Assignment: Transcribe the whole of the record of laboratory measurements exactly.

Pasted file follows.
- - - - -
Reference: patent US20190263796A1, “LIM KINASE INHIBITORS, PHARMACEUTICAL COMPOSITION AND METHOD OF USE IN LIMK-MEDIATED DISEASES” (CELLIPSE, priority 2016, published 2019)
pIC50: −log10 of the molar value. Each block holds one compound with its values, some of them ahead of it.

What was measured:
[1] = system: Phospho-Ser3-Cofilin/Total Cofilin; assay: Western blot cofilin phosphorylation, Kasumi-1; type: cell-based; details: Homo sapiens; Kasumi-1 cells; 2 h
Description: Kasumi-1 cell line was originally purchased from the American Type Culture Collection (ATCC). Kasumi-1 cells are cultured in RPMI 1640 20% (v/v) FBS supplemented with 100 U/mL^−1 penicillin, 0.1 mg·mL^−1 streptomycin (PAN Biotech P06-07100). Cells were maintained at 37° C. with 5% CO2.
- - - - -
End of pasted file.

Reference: patent US20190263796A1, “LIM KINASE INHIBITORS, PHARMACEUTICAL COMPOSITION AND METHOD OF USE IN LIMK-MEDIATED DISEASES” (CELLIPSE, priority 2016, published 2019)
pIC50: −log10 of the molar value. Each block holds one compound with its values, some of them ahead of it.

What was measured:
[1] = system: Phospho-Ser3-Cofilin/Total Cofilin; assay: Western blot cofilin phosphorylation, Kasumi-1; type: cell-based; details: Homo sapiens; Kasumi-1 cells; 2 h
Description: Kasumi-1 cell line was originally purchased from the American Type Culture Collection (ATCC). Kasumi-1 cells are cultured in RPMI 1640 20% (v/v) FBS supplemented with 100 U/mL^−1 penicillin, 0.1 mg·mL^−1 streptomycin (PAN Biotech P06-07100). Cells were maintained at 37° C. with 5% CO2.